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Pronouns: Possessive Forms

Distinguish between the adjective form of the possessive pronoun and the form used alone.
  Examples The large room on the right is her office.
[Her is an adjective.]

The office is hers.
[Hers is the possessive form, standing alone.]

The little room on the left is mine.
[Mine is the possessive form, standing alone.]
 
Note that mine does not follow the spelling pattern of hers, theirs, yours, and ours. The form mines is not standard English.

When a possessive form functions as a subject, its antecedent determines singular or plural agreement for the verb.
  Examples My shirt is cotton; hers is silk.
[Singular verb]

My gloves are black; hers are yellow.
[Plural verb]

Possessive Pronoun Before an -ing Form

Generally, use a possessive pronoun before an -ing verb form used as a noun (a gerund):
  Examples We would appreciate your participating in the auction.

Their winning the marathon surprised us all.
 
Sometimes the -ing form is not used as a noun. In that case, the pronoun preceding the -ing form should usually be the object form.
  Example We saw them giving the runners foil wraps.


No Apostrophe with Possessive Pronouns

Even though possessive in meaning, the pronouns yours, ours, theirs, his, and hers should never be used with an apostrophe. Use an apostrophe only with the possessive form of a noun.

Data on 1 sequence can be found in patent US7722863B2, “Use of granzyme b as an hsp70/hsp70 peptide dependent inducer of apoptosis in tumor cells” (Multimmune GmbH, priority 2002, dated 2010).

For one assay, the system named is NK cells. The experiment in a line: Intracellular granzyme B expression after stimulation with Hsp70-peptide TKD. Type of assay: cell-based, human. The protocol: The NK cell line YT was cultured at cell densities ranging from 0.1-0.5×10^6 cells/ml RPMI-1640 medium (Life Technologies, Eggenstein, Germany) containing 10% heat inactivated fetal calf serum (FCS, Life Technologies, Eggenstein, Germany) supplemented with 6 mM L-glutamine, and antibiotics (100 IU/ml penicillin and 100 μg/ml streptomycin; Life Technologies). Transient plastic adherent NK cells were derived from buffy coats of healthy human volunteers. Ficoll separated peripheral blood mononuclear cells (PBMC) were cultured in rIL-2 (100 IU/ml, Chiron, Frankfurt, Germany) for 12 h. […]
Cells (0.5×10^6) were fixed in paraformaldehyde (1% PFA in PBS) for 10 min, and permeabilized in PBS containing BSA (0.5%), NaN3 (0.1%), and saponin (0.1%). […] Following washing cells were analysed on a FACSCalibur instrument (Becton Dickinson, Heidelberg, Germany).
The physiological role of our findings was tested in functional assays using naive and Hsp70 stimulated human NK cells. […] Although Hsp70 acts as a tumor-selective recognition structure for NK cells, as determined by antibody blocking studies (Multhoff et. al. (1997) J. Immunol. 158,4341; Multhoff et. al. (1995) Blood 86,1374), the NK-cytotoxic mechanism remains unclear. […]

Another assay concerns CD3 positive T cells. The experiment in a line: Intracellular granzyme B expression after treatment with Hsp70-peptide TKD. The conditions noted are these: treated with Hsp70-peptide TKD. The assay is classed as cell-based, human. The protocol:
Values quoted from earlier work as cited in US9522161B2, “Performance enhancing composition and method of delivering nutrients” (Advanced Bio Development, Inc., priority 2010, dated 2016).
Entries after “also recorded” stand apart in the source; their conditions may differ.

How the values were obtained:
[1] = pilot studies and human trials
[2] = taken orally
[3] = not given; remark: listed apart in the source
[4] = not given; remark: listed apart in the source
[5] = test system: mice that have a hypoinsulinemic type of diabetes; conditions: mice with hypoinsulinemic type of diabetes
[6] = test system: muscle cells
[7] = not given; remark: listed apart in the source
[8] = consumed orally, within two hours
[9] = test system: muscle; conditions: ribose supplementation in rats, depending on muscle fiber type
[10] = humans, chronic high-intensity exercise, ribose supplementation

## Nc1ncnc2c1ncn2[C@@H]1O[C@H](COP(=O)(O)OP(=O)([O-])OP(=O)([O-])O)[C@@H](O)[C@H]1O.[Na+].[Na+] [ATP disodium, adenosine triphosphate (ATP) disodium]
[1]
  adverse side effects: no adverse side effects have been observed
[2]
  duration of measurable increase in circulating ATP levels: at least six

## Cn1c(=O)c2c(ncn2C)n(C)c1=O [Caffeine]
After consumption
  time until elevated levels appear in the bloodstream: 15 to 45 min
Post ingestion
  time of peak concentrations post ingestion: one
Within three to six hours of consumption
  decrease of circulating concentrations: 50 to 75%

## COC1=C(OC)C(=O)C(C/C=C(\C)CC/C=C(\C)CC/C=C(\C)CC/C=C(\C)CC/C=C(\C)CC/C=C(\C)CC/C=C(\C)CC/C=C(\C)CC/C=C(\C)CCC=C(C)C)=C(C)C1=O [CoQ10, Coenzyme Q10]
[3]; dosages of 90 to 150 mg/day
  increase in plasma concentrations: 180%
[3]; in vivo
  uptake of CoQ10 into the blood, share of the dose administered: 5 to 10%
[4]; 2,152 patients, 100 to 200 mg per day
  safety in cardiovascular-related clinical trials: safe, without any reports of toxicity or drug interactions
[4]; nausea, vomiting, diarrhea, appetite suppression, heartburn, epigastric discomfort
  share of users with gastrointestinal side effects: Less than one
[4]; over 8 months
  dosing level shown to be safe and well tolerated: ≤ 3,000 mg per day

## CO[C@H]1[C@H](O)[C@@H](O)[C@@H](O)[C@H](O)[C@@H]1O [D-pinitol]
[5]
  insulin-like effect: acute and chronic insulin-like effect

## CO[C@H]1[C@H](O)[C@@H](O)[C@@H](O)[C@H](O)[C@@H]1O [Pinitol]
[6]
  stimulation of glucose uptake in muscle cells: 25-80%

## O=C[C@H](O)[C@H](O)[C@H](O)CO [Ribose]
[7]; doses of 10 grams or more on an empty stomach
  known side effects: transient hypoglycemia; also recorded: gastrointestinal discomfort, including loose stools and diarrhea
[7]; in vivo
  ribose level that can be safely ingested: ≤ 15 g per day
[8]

Examples That coat is Maria's.

That is her coat.

That coat is hers.

These books are the twins'.

These are their books.

These books are theirs.

No Apostrophe with its as a Possessive Pronoun

It's is the contraction of it is or it has. The apostrophe is never used with a possessive form of the pronoun used before a noun:
  Examples The paint has lost its gloss.

It's [It is] not as glossy as it used to be.

Comparisons Using Possessive Forms

Note how using them in place of theirs in the following sentence would change the meaning by comparing suitcases to roommates, not suitcases to suitcases.
  Example It's really hard to be roommates with people if your suitcases are much better than theirs.
 
Forgetting to use the possessive form in the next example, too, could create a misunderstanding: are you comparing a house to a person, or his house to her house?
  Example I like his house more than I like hers.

[seealso.bmp]
See also
Personal Pronouns
Clear Reference
Agreement with Antecedent
Gender Bias
Point of View
Use of you
Intensive and Reflexive Pronouns
Who Whom, Whoever Whomever